|A student who'll take anyone for a drink - my son Wilf|
Writers block – choose your own position for the apostrophe – is a condition I’ve never suffered from. I started scrawling words on bits of paper almost before I could hold a pencil, and was speedy from the word go. When I went to Church Street Primary School, in Portsmouth (now called Charles Dickens, because he was born just down the road, not because he went there), it was quickly discovered that I could write things with my eyes closed, so to speak. I couldn’t do much else, admittedly. I couldn’t even pee very high up the wall in the lavatory, which was outside, of course, and in fact was the back wall of the rope-walk. I certainly couldn’t do sums or hold a cricket bat, or anything hard like that. But if you wanted words, I was your man.
It didn’t exactly get me into grammar school, which my parents knew was pretty damned important for a Portsmouth slum kid, but it helped. Part of the writing, you see, was the ability to make things up. When I went for my interview at Portsmouth Grammar School – having done extremely poorly in the entrance exam – they asked me first why I had managed to fill in so few pages, on any and every subject. Quick as a flash I had the answer. Poor handwriting, I opined, led to me worrying about legibility (I didn’t used that word, even aged eleven) which led inevitably to restricted output. Then they asked me what were a few of my favourite things, and I was away. I was a dreamer, an enthusiast, and I dreamed out loud enthusiastically for a good five minutes. None of them went to sleep.
Then the sixty four dollar question. What did I want to be when I grew up? Easy (and if I’ve blogged this before forgive me, I’ll sub it down a bit.) Mum and Dad had said I had to say I wanted to be a barrister, which in those days did not mean serving coffee at or below the minimum wage for a gang of multi-national crooks. They’d even tried to explain what a barrister did. And I tried. Several times the word almost got past my lips, then at last it gave up the struggle. I wanted to be the captain of an ocean-going tug, I said. Well, blurted, really. And they laughed with pleasure, and I got a place. And was a slightly less than spectacular academic failure until they kicked me out after two terms in the sixth form, when I became a reporter on the local paper.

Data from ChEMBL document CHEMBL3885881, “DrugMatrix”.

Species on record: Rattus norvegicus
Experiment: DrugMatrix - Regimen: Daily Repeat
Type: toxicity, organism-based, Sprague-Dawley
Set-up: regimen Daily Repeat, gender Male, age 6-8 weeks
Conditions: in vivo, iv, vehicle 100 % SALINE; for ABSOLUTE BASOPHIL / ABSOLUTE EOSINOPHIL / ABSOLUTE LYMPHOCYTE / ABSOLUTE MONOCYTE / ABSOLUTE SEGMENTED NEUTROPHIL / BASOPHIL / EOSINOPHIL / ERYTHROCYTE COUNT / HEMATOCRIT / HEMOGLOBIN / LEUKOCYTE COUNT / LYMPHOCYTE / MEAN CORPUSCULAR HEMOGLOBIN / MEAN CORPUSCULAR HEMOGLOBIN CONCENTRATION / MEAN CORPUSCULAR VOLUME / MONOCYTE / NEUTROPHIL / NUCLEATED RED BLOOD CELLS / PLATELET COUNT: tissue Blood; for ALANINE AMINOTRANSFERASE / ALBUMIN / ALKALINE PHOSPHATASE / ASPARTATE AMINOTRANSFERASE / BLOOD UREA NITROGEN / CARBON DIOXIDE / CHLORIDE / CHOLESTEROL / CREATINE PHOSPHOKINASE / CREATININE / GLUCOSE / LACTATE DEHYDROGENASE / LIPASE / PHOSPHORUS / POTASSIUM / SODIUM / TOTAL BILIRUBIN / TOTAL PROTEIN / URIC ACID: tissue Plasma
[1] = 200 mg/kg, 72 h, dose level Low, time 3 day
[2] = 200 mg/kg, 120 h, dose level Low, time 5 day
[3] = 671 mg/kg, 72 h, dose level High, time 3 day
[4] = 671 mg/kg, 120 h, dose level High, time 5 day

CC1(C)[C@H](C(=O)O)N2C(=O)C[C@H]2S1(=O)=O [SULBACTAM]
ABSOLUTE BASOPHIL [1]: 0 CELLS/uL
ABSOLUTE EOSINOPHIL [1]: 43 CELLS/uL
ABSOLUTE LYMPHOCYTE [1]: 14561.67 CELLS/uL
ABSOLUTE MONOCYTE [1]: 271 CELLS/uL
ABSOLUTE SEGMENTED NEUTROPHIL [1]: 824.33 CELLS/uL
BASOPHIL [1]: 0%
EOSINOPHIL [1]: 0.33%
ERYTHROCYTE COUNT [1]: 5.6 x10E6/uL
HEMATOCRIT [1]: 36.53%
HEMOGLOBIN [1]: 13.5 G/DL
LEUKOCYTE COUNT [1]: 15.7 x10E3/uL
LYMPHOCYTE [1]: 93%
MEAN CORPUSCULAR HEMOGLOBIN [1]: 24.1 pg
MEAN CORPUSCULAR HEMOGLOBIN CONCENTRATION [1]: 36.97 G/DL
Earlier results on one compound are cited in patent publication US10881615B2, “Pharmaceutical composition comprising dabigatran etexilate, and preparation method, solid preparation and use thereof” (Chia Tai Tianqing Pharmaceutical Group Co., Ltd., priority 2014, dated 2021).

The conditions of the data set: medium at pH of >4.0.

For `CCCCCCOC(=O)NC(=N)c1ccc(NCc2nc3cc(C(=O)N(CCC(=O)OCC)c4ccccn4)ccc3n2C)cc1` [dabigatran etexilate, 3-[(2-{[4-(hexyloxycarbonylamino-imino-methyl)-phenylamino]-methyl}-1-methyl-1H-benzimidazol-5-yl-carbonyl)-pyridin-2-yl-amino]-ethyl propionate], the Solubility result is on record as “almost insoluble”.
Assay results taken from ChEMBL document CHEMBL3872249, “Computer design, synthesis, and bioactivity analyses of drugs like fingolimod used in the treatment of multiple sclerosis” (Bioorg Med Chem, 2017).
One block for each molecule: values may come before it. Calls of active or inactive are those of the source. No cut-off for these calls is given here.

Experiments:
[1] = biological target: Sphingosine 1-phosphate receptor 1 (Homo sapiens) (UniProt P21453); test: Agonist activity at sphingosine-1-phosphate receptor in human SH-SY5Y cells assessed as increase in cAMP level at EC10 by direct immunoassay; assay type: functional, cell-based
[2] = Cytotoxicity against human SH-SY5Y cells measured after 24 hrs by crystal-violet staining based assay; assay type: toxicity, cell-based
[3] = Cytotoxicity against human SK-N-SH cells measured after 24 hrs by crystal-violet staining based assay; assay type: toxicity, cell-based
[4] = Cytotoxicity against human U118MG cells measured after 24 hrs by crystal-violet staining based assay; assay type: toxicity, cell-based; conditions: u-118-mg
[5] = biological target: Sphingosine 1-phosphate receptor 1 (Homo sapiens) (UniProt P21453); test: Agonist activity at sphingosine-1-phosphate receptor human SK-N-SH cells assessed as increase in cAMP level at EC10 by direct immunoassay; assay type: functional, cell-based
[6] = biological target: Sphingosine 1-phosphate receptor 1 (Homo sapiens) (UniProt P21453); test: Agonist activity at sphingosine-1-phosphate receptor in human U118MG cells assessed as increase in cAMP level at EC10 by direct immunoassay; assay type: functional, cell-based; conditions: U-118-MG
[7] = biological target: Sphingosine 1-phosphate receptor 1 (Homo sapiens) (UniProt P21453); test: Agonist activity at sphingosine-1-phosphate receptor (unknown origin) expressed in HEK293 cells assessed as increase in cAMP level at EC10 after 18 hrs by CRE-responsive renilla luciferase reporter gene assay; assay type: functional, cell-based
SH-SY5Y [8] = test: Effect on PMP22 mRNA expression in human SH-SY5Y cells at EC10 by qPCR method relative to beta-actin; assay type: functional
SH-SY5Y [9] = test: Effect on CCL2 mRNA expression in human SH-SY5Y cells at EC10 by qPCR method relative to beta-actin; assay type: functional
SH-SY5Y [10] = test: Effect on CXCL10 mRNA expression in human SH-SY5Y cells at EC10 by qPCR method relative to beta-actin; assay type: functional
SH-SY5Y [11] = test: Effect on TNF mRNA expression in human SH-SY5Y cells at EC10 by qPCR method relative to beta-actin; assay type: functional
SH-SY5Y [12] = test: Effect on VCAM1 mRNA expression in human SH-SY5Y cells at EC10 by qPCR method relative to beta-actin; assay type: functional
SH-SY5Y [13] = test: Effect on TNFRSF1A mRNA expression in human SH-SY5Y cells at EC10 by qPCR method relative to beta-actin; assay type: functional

No writers block there, either – no time. And then on to the nationals and the discovery of the north of England, which let me tell you is a far, far better place. Then on to getting three A levels aged 25, then university to study drama, advanced drinking, and Irish music. The department pubs were the Park (now demolished) and the Ducie, both in the heart of the Irish community, now largely Somalian. Of the many, many great musicians who played in them night after night, only Danny lasted until the last few years, and played a lonely fiddle on a Friday night even when the latest student intake didn’t know the difference between a jig, a reel or a slow air. They still bought him pints of Guinness, though. Good folk, students.
|Captain Jan - a young man's dream...|
While I studied drama I began to write it (essays being far too boring for my taste), then short stories and novels. And when I graduated I became a casual sub, which kept me in enough money to indulge my every whim. Good God, if I’ve had a wasted life, I’ve certainly had fun wasting it! I possibly nearly drank myself to death (you’ll note I said I studied advanced drinking; well, for a journalist, that’s some step change) and still raise a glass to the blessed Barbara Castle now and then. She brought in the breathalyzer, and I don’t drink and drive. Simple. Thanks, Babs.
So what am I mumbling about writers block for? Because February is the shortest month, and I’ve been to Poland, and to London, and up and down the country like a yoyo and (ah, poor thing), I’ve had a chest infection, a bad arm, and I’m not much closer to getting my second big thriller finally read through and go-aheaded (like that word? I just made it up) and now I’m immersed in Cally Phillips’s fascinating Brand Loyalty (she knows how to bribe: she sent me a free paperback, none of this Kindle nonsense. Although she did know I’d already paid Amazon for a copy.) Basically, I ran out of time.
Time to be sensible, that is. I did have some photos I wanted to put up (me playing double bass in a Krakow restaurant for one, despite the fact I’ve never touched one in my life and never used a bow before. Polish musicians are just as nice as Irish ones!) and I think I had quite a good topic in mind. But I couldn’t access the pix, because I keep changing computers and getting lost, and then I found I couldn’t remember the topic anyway.
So here you are, then. If that’s writer’s block, then you’ve got me bang to rights – I’ve got it. Probably nearer writers diarrhoea some would say.
PS Thanks to eldest son Hugh, and to Anne, for taking me to Krakow, and to Auschwitz. An amazing present.